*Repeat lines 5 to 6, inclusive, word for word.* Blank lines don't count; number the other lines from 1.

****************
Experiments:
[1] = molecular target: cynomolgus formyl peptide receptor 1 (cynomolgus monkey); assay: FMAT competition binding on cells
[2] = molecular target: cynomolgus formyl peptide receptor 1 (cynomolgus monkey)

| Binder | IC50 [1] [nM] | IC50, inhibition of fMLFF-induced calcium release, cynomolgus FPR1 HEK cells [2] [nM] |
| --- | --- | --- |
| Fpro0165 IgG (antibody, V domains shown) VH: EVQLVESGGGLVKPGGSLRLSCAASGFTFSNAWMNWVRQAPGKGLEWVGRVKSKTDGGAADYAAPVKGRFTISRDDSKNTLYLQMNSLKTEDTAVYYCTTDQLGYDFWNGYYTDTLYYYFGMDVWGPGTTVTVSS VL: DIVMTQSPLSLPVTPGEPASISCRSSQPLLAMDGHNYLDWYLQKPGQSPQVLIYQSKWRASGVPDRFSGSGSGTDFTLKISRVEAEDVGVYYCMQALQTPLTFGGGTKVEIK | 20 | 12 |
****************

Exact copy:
| --- | --- | --- |
| Fpro0165 IgG (antibody, V domains shown) VH: EVQLVESGGGLVKPGGSLRLSCAASGFTFSNAWMNWVRQAPGKGLEWVGRVKSKTDGGAADYAAPVKGRFTISRDDSKNTLYLQMNSLKTEDTAVYYCTTDQLGYDFWNGYYTDTLYYYFGMDVWGPGTTVTVSS VL: DIVMTQSPLSLPVTPGEPASISCRSSQPLLAMDGHNYLDWYLQKPGQSPQVLIYQSKWRASGVPDRFSGSGSGTDFTLKISRVEAEDVGVYYCMQALQTPLTFGGGTKVEIK | 20 | 12 |